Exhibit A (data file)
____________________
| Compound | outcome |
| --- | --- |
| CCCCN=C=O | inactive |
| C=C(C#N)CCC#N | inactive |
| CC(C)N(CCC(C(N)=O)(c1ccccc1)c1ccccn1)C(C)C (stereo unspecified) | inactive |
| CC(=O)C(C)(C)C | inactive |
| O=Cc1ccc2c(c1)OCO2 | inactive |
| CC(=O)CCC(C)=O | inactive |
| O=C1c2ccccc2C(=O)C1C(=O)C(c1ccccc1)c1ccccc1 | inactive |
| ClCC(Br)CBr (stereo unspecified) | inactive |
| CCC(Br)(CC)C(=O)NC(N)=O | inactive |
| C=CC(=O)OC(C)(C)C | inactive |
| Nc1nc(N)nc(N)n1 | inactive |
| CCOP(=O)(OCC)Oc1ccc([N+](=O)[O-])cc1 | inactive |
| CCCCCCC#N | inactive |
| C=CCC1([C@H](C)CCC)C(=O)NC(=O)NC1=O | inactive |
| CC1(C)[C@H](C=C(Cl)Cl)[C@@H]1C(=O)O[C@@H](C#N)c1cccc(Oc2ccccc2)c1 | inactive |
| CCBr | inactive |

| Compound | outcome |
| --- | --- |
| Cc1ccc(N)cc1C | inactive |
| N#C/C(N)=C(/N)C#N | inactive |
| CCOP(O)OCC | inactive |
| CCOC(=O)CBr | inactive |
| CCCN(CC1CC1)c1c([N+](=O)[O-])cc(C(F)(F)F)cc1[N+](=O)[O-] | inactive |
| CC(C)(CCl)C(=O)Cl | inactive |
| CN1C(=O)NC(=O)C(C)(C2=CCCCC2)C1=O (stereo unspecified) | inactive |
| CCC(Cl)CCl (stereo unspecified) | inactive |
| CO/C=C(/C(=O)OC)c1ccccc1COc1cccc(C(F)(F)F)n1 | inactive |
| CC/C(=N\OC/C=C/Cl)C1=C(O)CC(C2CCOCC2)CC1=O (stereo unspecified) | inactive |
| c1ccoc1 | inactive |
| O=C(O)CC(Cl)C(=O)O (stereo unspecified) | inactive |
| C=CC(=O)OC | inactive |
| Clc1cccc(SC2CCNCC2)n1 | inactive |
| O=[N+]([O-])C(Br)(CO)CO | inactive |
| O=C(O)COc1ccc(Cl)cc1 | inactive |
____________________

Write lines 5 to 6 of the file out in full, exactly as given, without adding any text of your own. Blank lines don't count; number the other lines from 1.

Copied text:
| CC(C)N(CCC(C(N)=O)(c1ccccc1)c1ccccn1)C(C)C (stereo unspecified) | inactive |
| CC(=O)C(C)(C)C | inactive |